The Republican Party is in disarray post-Trump and faces a crisis bigger than after Watergate, says veteran GOP Congressman
- Veteran GOP congressman Tom Cole warned that the Republican Party faces a worse crisis than it did after Watergate.
- A rift has opened between GOP lawmakers who want Trump’s legacy purged and lawmakers and grassroots supporters who remain steadfastly loyal.
- The GOP was able to bounce back from the scandal that followed the 1970s Watergate scandal quickly, but experts say the problems it faces now are in some ways deeper.
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Veteran Republican Congressman Tom Cole of Oklahoma told The New York Times that the crisis facing the Republican Party in the wake of Donald Trump’s presidency is greater than it faced after the Watergate scandal.
“I’ve been in Republican politics for 40 years professionally — so, just after Watergate — and I will tell you this has been the worst period of the entire time,” Cole told the Times.
His remarks come amid chaos in the GOP following Trump’s departure from office.
A rift has between lawmakers who want to distance the party from Donald Trump in the wake of the Capitol riot and his bid to subvert the election and a group who’ve remained steadfastly loyal to the former president.
The party’s congressional leaders, House minority leader Kevin McCarthy and Senate minority leader Mitch McConnell, laid the blame for the violence at Trump’s feet in the wake of the riot. McConnell signaled he was open to convicting Trump after the House of Representatives impeached him for his alleged role in inciting the riot.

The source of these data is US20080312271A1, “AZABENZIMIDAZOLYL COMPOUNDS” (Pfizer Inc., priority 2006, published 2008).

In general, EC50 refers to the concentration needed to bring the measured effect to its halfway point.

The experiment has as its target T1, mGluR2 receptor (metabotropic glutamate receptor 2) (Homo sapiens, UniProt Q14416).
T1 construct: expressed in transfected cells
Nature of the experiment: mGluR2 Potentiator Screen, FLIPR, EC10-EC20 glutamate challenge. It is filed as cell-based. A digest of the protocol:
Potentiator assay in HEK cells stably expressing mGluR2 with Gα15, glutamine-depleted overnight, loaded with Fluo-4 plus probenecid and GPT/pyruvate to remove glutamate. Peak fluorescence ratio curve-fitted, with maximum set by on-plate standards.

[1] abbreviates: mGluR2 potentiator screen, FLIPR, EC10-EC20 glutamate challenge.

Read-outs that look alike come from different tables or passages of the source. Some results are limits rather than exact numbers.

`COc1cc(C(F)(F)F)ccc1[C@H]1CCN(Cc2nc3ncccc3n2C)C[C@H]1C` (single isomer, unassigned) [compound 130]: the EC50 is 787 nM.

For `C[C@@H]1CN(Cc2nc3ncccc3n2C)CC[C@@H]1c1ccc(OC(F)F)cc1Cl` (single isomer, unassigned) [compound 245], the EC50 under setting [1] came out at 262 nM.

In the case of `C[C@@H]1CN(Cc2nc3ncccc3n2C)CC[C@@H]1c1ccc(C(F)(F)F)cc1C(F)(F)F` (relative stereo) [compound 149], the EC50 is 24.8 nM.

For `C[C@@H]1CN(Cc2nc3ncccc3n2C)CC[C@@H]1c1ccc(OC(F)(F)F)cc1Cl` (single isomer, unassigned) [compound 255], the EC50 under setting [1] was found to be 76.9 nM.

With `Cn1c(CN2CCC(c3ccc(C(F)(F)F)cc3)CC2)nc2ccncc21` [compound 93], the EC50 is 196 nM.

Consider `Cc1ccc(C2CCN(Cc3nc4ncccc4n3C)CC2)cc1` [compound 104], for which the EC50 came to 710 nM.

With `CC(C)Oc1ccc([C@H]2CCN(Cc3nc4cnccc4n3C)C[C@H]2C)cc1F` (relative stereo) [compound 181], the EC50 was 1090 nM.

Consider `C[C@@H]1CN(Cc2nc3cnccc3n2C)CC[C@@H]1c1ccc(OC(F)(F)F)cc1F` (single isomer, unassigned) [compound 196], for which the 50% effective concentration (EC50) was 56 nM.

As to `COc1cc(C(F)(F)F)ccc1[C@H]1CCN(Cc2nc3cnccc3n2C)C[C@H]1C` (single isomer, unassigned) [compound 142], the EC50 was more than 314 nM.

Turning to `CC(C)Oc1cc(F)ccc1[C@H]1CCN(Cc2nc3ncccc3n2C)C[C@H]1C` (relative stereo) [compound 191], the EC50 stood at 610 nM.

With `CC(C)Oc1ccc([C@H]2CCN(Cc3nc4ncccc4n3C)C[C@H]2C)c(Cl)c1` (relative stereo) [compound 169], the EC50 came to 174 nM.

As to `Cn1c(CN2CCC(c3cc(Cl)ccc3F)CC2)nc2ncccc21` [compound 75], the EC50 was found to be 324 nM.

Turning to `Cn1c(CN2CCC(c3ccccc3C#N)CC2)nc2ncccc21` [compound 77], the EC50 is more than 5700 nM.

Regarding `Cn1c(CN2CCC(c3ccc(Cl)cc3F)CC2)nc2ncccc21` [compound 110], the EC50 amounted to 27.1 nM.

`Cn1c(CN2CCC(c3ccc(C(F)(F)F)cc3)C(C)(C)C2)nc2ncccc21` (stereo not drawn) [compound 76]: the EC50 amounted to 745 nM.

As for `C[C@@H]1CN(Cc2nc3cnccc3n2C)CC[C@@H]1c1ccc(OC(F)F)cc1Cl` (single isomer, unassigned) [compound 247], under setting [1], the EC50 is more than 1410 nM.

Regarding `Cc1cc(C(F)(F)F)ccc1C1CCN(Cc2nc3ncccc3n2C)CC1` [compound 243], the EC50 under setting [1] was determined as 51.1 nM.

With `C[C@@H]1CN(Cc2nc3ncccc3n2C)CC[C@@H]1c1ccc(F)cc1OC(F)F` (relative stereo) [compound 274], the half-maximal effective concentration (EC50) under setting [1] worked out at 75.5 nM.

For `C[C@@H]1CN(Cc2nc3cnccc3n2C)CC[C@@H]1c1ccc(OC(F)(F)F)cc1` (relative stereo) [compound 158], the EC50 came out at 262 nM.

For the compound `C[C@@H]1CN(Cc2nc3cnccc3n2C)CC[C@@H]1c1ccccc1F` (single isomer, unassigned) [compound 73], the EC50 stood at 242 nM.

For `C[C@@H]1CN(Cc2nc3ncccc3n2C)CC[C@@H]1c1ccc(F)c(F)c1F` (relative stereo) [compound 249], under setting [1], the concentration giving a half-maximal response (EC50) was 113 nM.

But in the past week, both have shifted their stance, with polls showing the former president remains hugely popular with the party’s grassroots supporters despite his role in inciting the riot.
In an apparent bid to repair relations, McCarthy visited Trump in his post-White House home, Mar-a-Lago in Florida. After the Thursday meeting, Trump’s Save America PAC boasted that the former president’s “popularity has never been stronger than it is today, and his endorsement means more than perhaps any endorsement at any time.”
McConnell has backed away from his pro-impeachment stance, voting last week in the Senate to reject impeachment as the prospect of Trump being convicted in his impeachment trial fades.
Adding to the crisis facing Republicans, Trump has dangled the prospect of starting a third party, the Patriot Party, a move that would likely split the Republican vote leaving it all but impossible to win back Congress in the mid-terms 2022.
The fallout from the Watergate break-in in 1972 is widely regarded as the biggest political scandal in recent US history, with Republican President Richard Nixon resigning in 1974 when his role in the crime was exposed.
The party was able to bounce back fairly quickly from the Nixon scandals, with Gerald Ford taking over as president for the remainder of Nixon’s term and the party winning back power in 1980 after Democrat Jimmy Carter’s one-term presidency.
Writing in New York magazine, political analyst Ed Kilgore identified several key differences that would make it more difficult for the GOP to bounce back from Trump’s scandals than from Nixon’s, including his enduring popularity and a lack of alternative leaders.
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